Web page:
Massachusetts

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Massachusetts law affords surviving spouses important rights and benefits.  In order to preserve all rights and benefits granted under the law, a surviving spouse must adhere to time-sensitive deadlines provided by statute. The failure to meet one of the probate deadlines can cause a surviving spouse to lose one or more spousal entitlements.

What if a Spouse Dies Without a Will?

  • INTESTATE. When an individual dies without a will, intestate succession law will govern.  Under Massachusetts law, a statutory framework determines how a decedent’s estate will be distributed.  This is referred to as Intestate Administration.
  • INTESTATE SHARE.  If a spouse dies without a Will, the surviving spouse receives an intestate share.
  • SHARE OF SURVIVING SPOUSE – NO CHILDREN, NO PARENT.  If the decedent is survived only by the surviving spouse, the surviving spouse’s intestate share is the entire estate.  See Mass. Gen. Laws. ch. 190b §2-102(1)(ii).
  • SHARE OF SURVIVING SPOUSE – ALL SPOUSAL CHILDREN.  If the decedent is survived by children, all of whom are of both the decedent and the surviving spouse, the surviving spouse’s intestate share is the entire estate.  See Mass. Gen. Laws. ch. 190b §2-102(1)(ii).
  • SHARE OF SURVIVING SPOUSE – PARENT OF DECEDENT, NO CHILDREN.  If the decedent is survived by a parent and the surviving spouse, the surviving spouse’s intestate share is the first $200,000, plus three-fourth (3/4) of any balance of the intestate estate.  See Mass. Gen. Laws. ch. 190b §2-102(2)(a).
  • SHARE OF SURVIVING SPOUSE – CHILDREN OF SURVIVING SPOUSE NOT OF THE DECEDENT.  If there are children of the surviving spouse who are not also children of the decedent, then the surviving spouse receives the first $100,000 of the estate, and one-half of the rest, with the children receiving the other half.  See Mass. Gen. Laws. ch. 190b §2-102(3).
  • SHARE OF SURVIVING SPOUSE – CHILDREN OF SURVIVING SPOUSE NOT OF THE SURVIVING SPOUSE.  If there are children of the decedent who are not also children of the surviving spouse, then the surviving spouse receives the first $100,000 of the estate, and one-half of the rest, with the children receiving the other half.  See Mass. Gen. Laws. ch. 190b §2-102(4).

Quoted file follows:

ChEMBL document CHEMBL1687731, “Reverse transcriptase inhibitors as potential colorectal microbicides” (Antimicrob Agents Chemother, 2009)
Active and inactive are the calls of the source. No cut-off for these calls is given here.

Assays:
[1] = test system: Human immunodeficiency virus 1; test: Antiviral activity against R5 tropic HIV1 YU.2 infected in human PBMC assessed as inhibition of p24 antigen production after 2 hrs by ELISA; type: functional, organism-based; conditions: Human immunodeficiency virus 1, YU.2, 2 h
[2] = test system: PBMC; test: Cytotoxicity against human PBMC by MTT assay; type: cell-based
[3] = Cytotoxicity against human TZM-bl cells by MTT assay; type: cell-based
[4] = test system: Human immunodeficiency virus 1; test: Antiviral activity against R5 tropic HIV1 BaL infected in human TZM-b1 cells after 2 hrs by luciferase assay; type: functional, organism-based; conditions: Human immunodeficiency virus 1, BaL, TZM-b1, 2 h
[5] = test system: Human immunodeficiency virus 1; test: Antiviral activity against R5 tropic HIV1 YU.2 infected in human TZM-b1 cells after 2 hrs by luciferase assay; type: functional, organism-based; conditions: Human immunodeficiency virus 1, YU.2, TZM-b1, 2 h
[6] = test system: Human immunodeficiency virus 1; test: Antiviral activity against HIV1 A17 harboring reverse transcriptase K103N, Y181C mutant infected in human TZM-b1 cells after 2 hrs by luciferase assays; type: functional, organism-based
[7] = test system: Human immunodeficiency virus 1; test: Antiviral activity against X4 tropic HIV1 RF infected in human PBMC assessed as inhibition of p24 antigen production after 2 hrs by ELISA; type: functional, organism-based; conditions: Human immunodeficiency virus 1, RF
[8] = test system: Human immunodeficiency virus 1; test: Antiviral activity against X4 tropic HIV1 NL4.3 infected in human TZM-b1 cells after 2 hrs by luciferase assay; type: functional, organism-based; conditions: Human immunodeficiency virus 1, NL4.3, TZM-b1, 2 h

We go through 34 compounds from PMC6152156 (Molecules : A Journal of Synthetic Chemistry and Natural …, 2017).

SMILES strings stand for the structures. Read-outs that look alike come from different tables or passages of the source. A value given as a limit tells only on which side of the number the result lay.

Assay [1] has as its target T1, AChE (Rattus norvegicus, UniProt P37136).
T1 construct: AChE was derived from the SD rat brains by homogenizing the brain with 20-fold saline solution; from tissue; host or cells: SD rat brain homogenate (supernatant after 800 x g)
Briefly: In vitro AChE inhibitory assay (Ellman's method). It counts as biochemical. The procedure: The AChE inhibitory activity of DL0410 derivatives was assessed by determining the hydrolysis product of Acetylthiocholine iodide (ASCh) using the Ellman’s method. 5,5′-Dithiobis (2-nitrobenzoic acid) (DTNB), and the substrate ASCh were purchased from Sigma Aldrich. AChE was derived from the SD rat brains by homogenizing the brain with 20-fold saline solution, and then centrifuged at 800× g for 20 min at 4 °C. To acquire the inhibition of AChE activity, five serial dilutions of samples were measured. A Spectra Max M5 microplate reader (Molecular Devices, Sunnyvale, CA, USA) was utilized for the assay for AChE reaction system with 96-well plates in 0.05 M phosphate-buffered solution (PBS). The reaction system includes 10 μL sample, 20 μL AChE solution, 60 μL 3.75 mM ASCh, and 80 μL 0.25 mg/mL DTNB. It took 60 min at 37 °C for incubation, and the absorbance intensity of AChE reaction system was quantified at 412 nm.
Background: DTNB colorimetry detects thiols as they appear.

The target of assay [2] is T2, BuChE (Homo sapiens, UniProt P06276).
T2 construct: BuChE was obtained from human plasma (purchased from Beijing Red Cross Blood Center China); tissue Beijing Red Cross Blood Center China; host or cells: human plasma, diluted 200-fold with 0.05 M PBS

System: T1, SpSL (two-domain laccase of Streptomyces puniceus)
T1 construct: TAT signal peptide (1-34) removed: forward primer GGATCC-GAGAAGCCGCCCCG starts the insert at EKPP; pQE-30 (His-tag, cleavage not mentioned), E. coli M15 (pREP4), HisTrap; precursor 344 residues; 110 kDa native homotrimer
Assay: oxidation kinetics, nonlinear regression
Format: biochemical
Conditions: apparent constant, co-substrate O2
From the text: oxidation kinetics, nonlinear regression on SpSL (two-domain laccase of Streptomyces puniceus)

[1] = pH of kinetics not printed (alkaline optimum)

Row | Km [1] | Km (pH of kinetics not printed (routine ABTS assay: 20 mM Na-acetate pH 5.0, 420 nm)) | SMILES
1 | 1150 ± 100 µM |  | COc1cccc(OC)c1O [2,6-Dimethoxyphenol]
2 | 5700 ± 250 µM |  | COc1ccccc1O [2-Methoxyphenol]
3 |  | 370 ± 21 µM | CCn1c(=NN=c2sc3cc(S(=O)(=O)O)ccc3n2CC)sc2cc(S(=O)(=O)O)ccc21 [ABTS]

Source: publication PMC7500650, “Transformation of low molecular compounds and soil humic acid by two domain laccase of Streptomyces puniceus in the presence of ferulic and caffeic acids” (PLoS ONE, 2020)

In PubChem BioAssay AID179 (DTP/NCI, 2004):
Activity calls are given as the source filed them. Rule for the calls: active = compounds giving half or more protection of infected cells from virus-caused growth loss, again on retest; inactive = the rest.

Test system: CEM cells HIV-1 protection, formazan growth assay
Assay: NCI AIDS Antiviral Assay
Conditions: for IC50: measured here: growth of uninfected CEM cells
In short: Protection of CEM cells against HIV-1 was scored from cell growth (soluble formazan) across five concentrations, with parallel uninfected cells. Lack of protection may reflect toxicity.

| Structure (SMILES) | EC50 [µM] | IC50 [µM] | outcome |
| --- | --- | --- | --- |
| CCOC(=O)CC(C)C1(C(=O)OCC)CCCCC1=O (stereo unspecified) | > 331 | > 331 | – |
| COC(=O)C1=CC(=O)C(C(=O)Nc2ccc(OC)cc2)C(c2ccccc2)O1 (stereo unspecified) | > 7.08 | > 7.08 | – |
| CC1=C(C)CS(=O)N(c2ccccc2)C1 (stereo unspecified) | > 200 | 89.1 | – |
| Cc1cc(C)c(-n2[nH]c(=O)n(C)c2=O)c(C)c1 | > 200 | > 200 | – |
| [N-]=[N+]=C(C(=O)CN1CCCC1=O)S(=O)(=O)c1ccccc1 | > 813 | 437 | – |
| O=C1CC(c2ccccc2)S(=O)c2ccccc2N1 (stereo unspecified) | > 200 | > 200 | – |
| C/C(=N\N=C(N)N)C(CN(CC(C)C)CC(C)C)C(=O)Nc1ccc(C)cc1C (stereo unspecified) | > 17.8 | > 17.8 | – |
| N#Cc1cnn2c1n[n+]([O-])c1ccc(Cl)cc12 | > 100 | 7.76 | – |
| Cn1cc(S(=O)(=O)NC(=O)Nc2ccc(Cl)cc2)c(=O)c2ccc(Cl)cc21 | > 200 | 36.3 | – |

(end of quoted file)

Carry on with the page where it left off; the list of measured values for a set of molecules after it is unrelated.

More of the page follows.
Elective Share or Election Against a Will

  • ELECTIVE SHARE. Under Massachusetts law, a surviving spouse has a right to share in a decedent’s estate.  In essence, a surviving spouse’s Right of Election renders it impossible to disinherit a spouse. The surviving spouse’s elective share is impacted based upon who survives the decedent. See Mass. Gen. Laws. ch. 191 §15.
    • Children or Issue: The surviving spouse is entitled to elect one-third of all personal and real property.
    • No issue, but next of kin: The surviving spouse is entitled to elect $25,000 and one-half of the balance of personal and real property. If the elective share exceeds $25,000, the spouse takes $25,000 plus an income for life in the excess of the estate that exceeds $25,000.
    • No issue: The surviving spouse is entitled to elect $25,000 and one-half of the personal and real property absolutely.
  • DEADLINE FOR FILING FOR THE ELECTIVE SHARE. The elective share election must be made within six months after the probate of the decedent’s will.

Exempt Property

Pursuant to Mass. Gen. Laws. ch. 190b §2-403, families of the decedent are afforded important property rights under Massachusetts Law.  Specifically, the law provides that certain property be considered exempt property, thereby passing automatically to a spouse regardless of intestate succession laws or the terms and provisions of a will.  The surviving spouse is entitled to the tangible personal property up to $10,000 in excess of any security interests therein, in household furniture, automobiles, furnishings, appliances, and personal effects.

Discretionary Family Allowance

The surviving spouse may also be entitled to a reasonable allowance in money out of the estate for his or her maintenance during the period of administration.  The period of the discretionary allowance during the estate’s administration may not continue for longer than one year if the estate is inadequate to discharge allowed claims.

The discretionary family allowance paid to the surviving spouse may be paid as a lump sum or in periodic installments. Please note that pursuant to Mass. Gen. Laws. ch. 190b §2-404, the discretionary family allowance is exempt from and has priority over all unsecured claims. In addition, the discretionary family allowance is not chargeable against any benefit or share passing to the surviving spouse by the will of the decedent, unless otherwise provided, by intestate succession or by way of elective share. The death of any person entitled to a discretionary family allowance terminates the right to allowances not yet paid.

Filing a Known Will

Whether through formal or informal probate, no probate will begin more than three years after the decedent’s death. See Mass. Gen. Laws. ch. 190b §3-108. It is important to file a known will by this time to ensure the estate is handled pursuant to state law. An experienced probate attorney can aid you in determining whether the decedent’s estate should proceed through informal or formal probate.

What If I Cannot Afford a Probate Lawyer to Represent Me In Procuring My Surviving Spouse Rights?

  • Some probate lawyers who handle a large volume of surviving spouse cases will be flexible and consider arrangements on a contingency basis or on a pay-at-the-end basis, where the surviving spouse client has no up-front payment obligation.

 

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